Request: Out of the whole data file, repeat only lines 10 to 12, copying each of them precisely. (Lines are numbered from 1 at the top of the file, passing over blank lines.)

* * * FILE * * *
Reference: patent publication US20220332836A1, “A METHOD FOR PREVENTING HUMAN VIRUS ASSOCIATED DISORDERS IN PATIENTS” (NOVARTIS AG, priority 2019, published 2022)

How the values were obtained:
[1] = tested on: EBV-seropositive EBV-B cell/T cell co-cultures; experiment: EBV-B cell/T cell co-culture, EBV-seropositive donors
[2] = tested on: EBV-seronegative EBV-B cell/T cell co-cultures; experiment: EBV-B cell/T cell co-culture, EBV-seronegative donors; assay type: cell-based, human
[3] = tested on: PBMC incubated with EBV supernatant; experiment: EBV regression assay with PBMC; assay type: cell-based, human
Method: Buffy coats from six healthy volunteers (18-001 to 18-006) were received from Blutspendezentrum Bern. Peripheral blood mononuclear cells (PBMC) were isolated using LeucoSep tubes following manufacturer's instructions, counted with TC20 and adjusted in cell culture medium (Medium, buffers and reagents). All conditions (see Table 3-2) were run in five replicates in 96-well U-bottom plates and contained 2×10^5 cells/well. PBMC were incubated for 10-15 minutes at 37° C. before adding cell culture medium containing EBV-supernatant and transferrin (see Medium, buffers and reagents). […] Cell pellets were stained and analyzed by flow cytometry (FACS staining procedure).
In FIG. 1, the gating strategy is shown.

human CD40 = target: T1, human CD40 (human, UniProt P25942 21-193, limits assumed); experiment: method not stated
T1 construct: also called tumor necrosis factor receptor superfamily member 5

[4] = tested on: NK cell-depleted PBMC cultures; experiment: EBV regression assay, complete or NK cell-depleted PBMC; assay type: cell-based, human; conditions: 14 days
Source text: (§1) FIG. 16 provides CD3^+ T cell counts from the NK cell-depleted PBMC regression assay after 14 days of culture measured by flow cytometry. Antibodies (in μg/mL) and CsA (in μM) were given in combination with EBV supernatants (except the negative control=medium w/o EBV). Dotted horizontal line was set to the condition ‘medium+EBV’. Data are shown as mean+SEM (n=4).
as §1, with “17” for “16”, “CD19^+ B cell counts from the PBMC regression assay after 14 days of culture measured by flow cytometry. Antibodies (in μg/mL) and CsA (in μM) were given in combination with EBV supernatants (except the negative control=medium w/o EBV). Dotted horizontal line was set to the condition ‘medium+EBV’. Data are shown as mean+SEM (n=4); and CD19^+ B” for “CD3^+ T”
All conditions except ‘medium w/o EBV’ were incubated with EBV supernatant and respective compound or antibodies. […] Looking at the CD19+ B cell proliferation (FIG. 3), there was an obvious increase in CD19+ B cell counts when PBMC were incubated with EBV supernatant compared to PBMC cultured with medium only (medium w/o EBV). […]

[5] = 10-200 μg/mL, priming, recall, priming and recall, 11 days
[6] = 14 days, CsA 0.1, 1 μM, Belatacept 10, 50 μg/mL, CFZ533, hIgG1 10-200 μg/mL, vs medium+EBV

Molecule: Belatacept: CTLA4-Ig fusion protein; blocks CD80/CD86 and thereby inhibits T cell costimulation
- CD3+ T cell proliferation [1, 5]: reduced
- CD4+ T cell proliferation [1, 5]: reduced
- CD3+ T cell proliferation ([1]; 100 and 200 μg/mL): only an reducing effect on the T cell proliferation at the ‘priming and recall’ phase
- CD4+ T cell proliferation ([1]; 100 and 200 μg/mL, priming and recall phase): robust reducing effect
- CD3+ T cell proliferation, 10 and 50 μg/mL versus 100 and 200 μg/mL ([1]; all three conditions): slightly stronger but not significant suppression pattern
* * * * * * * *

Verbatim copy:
[4] = tested on: NK cell-depleted PBMC cultures; experiment: EBV regression assay, complete or NK cell-depleted PBMC; assay type: cell-based, human; conditions: 14 days
Source text: (§1) FIG. 16 provides CD3^+ T cell counts from the NK cell-depleted PBMC regression assay after 14 days of culture measured by flow cytometry. Antibodies (in μg/mL) and CsA (in μM) were given in combination with EBV supernatants (except the negative control=medium w/o EBV). Dotted horizontal line was set to the condition ‘medium+EBV’. Data are shown as mean+SEM (n=4).
as §1, with “17” for “16”, “CD19^+ B cell counts from the PBMC regression assay after 14 days of culture measured by flow cytometry. Antibodies (in μg/mL) and CsA (in μM) were given in combination with EBV supernatants (except the negative control=medium w/o EBV). Dotted horizontal line was set to the condition ‘medium+EBV’. Data are shown as mean+SEM (n=4); and CD19^+ B” for “CD3^+ T”